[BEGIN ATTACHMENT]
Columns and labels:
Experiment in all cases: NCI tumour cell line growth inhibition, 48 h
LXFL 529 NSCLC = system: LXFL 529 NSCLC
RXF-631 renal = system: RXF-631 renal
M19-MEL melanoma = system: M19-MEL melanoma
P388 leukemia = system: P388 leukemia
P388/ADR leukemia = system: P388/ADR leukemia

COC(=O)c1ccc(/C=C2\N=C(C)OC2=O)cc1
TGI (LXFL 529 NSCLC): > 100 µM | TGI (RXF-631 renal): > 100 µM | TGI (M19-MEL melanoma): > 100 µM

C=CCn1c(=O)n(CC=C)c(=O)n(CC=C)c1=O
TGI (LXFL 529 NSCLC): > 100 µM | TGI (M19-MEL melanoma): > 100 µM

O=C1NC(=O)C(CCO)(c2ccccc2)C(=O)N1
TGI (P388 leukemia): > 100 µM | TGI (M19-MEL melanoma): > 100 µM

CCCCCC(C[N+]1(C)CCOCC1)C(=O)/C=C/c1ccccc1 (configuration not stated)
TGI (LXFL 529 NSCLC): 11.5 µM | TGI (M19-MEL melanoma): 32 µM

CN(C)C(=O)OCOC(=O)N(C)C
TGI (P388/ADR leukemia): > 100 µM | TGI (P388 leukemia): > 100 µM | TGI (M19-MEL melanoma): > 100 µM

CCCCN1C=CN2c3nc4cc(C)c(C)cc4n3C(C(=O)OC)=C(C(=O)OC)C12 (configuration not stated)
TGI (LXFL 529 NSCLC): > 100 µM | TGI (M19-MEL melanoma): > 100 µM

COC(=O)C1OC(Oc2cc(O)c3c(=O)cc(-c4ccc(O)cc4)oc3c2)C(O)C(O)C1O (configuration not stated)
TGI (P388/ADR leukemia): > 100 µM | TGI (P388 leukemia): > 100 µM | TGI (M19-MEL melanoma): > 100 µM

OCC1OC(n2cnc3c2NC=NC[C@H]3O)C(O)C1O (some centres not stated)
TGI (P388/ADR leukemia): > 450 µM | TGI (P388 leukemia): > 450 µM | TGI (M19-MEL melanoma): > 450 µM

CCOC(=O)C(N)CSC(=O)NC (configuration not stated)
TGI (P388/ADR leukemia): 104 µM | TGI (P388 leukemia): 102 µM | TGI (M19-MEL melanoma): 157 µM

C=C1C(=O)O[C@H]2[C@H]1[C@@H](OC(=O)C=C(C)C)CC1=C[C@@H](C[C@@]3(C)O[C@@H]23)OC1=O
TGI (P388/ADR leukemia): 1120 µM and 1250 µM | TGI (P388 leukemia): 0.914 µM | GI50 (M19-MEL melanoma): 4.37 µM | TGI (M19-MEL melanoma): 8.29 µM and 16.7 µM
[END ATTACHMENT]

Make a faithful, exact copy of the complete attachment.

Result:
Columns and labels:
Experiment in all cases: NCI tumour cell line growth inhibition, 48 h
LXFL 529 NSCLC = system: LXFL 529 NSCLC
RXF-631 renal = system: RXF-631 renal
M19-MEL melanoma = system: M19-MEL melanoma
P388 leukemia = system: P388 leukemia
P388/ADR leukemia = system: P388/ADR leukemia

COC(=O)c1ccc(/C=C2\N=C(C)OC2=O)cc1
TGI (LXFL 529 NSCLC): > 100 µM | TGI (RXF-631 renal): > 100 µM | TGI (M19-MEL melanoma): > 100 µM

C=CCn1c(=O)n(CC=C)c(=O)n(CC=C)c1=O
TGI (LXFL 529 NSCLC): > 100 µM | TGI (M19-MEL melanoma): > 100 µM

O=C1NC(=O)C(CCO)(c2ccccc2)C(=O)N1
TGI (P388 leukemia): > 100 µM | TGI (M19-MEL melanoma): > 100 µM

CCCCCC(C[N+]1(C)CCOCC1)C(=O)/C=C/c1ccccc1 (configuration not stated)
TGI (LXFL 529 NSCLC): 11.5 µM | TGI (M19-MEL melanoma): 32 µM

CN(C)C(=O)OCOC(=O)N(C)C
TGI (P388/ADR leukemia): > 100 µM | TGI (P388 leukemia): > 100 µM | TGI (M19-MEL melanoma): > 100 µM

CCCCN1C=CN2c3nc4cc(C)c(C)cc4n3C(C(=O)OC)=C(C(=O)OC)C12 (configuration not stated)
TGI (LXFL 529 NSCLC): > 100 µM | TGI (M19-MEL melanoma): > 100 µM

COC(=O)C1OC(Oc2cc(O)c3c(=O)cc(-c4ccc(O)cc4)oc3c2)C(O)C(O)C1O (configuration not stated)
TGI (P388/ADR leukemia): > 100 µM | TGI (P388 leukemia): > 100 µM | TGI (M19-MEL melanoma): > 100 µM

OCC1OC(n2cnc3c2NC=NC[C@H]3O)C(O)C1O (some centres not stated)
TGI (P388/ADR leukemia): > 450 µM | TGI (P388 leukemia): > 450 µM | TGI (M19-MEL melanoma): > 450 µM

CCOC(=O)C(N)CSC(=O)NC (configuration not stated)
TGI (P388/ADR leukemia): 104 µM | TGI (P388 leukemia): 102 µM | TGI (M19-MEL melanoma): 157 µM

C=C1C(=O)O[C@H]2[C@H]1[C@@H](OC(=O)C=C(C)C)CC1=C[C@@H](C[C@@]3(C)O[C@@H]23)OC1=O
TGI (P388/ADR leukemia): 1120 µM and 1250 µM | TGI (P388 leukemia): 0.914 µM | GI50 (M19-MEL melanoma): 4.37 µM | TGI (M19-MEL melanoma): 8.29 µM and 16.7 µM